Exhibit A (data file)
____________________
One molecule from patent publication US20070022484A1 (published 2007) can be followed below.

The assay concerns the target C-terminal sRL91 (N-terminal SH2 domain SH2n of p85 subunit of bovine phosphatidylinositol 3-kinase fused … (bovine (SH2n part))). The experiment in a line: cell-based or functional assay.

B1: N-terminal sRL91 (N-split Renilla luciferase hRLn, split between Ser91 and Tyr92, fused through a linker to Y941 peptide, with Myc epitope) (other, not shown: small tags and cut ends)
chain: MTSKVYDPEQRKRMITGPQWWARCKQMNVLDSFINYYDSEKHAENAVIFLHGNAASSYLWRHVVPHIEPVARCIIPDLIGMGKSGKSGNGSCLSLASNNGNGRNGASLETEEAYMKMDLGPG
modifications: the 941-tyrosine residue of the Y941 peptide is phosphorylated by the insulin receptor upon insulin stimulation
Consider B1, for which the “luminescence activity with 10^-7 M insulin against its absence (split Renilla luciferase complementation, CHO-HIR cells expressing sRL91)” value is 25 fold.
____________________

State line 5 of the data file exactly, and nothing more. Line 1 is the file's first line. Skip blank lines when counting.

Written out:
modifications: the 941-tyrosine residue of the Y941 peptide is phosphorylated by the insulin receptor upon insulin stimulation